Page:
Created: 09 Jul 2014 | Modified: 23 Jul 2020 | BibTeX Entry | RIS Citation |
Since the latest version went out for review in late May, I’ve gotten two sets of comments.
Note: comments refer to double-spaced referee version.
Reviewer noted that we focused on cultural evolution in hominins rather than the larger group of hominids, and suggested that we discuss social learning among other apes. Plan: This is a book series specifically about the modern human/Neanderthal transition, so at most I might point to a review of social learning outside this particular clade.
Page 11: A relevant aspect of the learning strategy discussion is the cost-benefit tradeoff of the teachers discussed in Shennan and Steele 1999. Plan: Need to look at Shennan and Steele, might be good to mention, but we’re not modeling the fitness of any particular strategy here.
Page 21-24: A general question about the use of information with tree-structure concerns the suitability of this model for various cultural traits. When would non-tree structure be a better model for the structure of information? The justification of the tree structure as well as the various graph metrics needs to be more explicitly outlined in this section. This would help the reader understand the importance of different metrics of the graphs that are varied in the model. At the moment, it is difficult for the reader to trace the expectations of different graph structures or properties of the graph like automorphism. Plan: (a) new paragraph or subsection describing more explicitly how different network topologies would be useful in constructing different models of concept/trait relations, (b) stress how any design space model is a conceptual tool, and there can be many design spaces overlaid on the same set of cultural phenomena, depending upon the questions we ask.
Page 26-27: The link between the simulation experiments and the archaeological problem outlined in the introduction could be better articulated here. Plan: I’m wondering if I’m not setting up expectations clearly enough, or perhaps I’m just not reiterating them well in Section 4.
Page 29: What else could explain the extremely low cultural diversity that characterizes the material culture during the Lower and Middle Paleolithic? It is important to think about the overlap in outcomes between the variables presented in this model and other evolutionary forces including selection, particularly when discussing an analogy with technology that could have some outcome on food gathering, and processing. Plan: TBD.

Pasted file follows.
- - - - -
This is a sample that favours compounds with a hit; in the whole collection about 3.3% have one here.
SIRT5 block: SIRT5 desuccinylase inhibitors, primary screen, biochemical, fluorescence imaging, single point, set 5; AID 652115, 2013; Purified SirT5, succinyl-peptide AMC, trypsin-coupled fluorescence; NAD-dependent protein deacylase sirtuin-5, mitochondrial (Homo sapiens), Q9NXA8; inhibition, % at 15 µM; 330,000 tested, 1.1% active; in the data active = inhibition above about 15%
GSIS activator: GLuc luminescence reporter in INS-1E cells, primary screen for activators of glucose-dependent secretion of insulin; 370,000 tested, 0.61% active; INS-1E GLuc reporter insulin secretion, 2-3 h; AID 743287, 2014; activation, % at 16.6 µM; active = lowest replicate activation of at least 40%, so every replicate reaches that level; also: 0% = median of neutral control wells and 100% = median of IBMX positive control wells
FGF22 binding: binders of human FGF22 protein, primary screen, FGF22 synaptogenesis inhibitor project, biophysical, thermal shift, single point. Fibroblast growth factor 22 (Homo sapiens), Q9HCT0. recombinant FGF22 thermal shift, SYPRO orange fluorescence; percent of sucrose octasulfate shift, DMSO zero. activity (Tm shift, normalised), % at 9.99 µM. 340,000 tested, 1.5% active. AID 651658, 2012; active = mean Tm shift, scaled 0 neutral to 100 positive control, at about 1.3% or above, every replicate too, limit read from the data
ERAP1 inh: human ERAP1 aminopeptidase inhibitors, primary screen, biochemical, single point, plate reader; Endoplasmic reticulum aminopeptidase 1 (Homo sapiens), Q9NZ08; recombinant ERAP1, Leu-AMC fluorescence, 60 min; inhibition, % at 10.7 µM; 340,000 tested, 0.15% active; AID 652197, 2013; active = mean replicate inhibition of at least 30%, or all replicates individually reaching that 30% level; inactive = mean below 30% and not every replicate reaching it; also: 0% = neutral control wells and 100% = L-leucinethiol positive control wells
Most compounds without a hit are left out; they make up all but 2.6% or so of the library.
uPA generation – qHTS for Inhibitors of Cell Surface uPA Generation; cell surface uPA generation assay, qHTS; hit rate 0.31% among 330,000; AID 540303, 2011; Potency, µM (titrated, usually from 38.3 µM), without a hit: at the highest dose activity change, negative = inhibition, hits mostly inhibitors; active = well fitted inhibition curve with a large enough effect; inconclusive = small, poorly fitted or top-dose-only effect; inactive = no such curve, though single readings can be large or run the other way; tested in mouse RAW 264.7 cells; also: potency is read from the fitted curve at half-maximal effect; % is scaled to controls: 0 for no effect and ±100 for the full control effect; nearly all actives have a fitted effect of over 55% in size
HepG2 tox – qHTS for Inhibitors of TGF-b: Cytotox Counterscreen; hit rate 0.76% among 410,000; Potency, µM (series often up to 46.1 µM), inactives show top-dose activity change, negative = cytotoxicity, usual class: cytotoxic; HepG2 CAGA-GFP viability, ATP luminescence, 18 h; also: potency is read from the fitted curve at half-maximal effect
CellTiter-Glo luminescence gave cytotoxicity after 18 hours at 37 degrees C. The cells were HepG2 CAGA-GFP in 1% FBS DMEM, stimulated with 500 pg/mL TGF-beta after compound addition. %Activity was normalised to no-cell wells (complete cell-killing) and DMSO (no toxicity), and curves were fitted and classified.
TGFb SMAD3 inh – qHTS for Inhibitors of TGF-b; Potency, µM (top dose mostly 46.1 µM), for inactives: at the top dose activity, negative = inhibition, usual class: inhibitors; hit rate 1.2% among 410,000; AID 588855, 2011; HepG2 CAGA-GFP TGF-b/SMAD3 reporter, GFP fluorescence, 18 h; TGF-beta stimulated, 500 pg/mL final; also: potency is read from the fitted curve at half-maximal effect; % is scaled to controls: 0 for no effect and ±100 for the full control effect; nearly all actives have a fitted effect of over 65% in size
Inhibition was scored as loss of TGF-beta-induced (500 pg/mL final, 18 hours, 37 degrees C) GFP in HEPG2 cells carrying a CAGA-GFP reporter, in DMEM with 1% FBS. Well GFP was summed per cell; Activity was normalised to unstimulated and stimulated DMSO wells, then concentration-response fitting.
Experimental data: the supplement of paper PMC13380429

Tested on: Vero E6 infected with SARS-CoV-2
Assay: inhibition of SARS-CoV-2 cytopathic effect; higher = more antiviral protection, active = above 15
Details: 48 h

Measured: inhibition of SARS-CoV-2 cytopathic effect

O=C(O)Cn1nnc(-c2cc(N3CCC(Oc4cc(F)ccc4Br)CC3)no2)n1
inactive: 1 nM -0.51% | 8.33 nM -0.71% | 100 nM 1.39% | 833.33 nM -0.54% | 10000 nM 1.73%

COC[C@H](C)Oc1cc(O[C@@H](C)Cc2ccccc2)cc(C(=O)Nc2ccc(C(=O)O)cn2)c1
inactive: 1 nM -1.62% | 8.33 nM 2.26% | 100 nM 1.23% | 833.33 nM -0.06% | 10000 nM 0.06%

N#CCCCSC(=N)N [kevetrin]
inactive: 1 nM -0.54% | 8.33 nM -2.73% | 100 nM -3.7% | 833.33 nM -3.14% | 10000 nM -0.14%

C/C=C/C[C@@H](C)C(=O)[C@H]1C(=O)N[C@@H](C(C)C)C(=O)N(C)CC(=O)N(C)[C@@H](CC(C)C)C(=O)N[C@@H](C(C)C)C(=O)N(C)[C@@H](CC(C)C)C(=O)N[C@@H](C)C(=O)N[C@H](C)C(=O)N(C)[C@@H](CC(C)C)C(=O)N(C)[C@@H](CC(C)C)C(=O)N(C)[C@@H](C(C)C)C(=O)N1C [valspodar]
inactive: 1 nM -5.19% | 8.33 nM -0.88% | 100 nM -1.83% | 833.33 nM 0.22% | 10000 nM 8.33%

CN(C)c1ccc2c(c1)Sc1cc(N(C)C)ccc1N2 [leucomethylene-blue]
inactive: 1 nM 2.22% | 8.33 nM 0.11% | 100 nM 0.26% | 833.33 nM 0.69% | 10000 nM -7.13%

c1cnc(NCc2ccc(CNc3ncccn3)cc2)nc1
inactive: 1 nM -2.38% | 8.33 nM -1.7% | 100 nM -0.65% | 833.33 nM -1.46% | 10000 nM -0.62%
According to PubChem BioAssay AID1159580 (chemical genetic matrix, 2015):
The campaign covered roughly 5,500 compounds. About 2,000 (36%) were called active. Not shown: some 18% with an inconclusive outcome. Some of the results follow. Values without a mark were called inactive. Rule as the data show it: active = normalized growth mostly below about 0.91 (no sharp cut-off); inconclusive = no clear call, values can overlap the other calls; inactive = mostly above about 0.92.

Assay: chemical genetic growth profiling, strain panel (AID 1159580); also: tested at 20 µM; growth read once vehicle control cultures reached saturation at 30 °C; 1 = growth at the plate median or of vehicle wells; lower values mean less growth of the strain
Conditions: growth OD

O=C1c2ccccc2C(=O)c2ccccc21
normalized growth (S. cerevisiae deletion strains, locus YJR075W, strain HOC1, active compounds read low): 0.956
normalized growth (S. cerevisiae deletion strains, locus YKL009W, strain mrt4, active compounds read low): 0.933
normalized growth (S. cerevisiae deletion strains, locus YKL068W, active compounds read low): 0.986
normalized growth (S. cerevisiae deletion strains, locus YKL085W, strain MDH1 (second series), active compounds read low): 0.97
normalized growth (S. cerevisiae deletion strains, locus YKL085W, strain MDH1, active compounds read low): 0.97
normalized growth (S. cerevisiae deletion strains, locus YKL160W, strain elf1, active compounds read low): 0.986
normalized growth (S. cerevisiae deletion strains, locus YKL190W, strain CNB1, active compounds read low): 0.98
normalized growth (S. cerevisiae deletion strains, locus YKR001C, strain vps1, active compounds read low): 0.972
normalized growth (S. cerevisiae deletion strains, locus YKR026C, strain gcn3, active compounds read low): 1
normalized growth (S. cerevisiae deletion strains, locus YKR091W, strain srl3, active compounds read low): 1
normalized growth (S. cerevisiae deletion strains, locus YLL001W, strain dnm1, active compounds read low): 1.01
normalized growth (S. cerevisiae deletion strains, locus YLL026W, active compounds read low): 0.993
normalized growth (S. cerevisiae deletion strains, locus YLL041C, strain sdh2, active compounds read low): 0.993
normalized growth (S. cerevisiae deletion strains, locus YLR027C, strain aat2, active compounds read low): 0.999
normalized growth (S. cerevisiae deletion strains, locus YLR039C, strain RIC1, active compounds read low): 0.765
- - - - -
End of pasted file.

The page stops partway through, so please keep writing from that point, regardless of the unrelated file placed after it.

Note: comments refer to single-spaced Arxiv.org version.
DONE: Eq. (2) on page 12 appears to be a distance measure. Shouldn’t the probability of interaction be \(1 - J(A,B)\)? Plan: KA caught an error, but the probability shouldn’t be \(1 - J(A,B)\), but just \(J(A,B)\) given that we want similiarity, not dissimilarity. But the equation as printed is incorrect, it should be \(J(A,B) = \frac{|A \cap B|}{|A \cup B|}\).
Fig. 5 reports important results, but is confusing because there are horizontal and vertical axes for each embedded figure as well as for the whole figure. Perhaps one of the embedded figures could be presented separately and explained in detail. Plan: Ken’s right, this histogram matrix is doing too much work. (a) Find a different way of capturing how the spread and centroid of distributions changes with design space size and prerequisite learning rate. Much of the work here can be done by showing how regression slopes change, or? (b) If I stay with histograms, perhaps show one first and thoroughly explain what it means.
Two lines below Fig. 5, it is stated “left hand peak corresponds to simulation runs which had no global innovation….” Does this mean that the left hand peak represents runs in which innovation did not occur by chance? PLAN: Need to focus only on the analysis with non-zero innovation rates. Do not combine the two sets of simulation runs, to make this clearer.
In the paragraph below Fig. 7, you make the interesting statement “mean radius declines … due to the slower velocity at which an innovation diffuses.” Are there any studies on the original Axelrod model that explore the effect of changing the interaction distance? PLAN: I must be saying something which could lead to the impression that I’m talking about spatial effects here, and I’m not, so clarify. There might be interesting spatial effects, but we’re not doing anything spatial in this paper.
Design space is assumed to be finite, which entails that hominid imagination is also limited. Could you discuss further what would be the effect of evolutionary advances in imagination? PLAN: This is an important comment, and it’s related to the conceptual/empirical thing I mention in the anonymous comments above. Some of the design spaces considered here are practically infinite, from the perspective of a small population of individuals, and even in the smallest design spaces, the population explores a tiny fraction of the possible space. But I should discuss this more explicitly.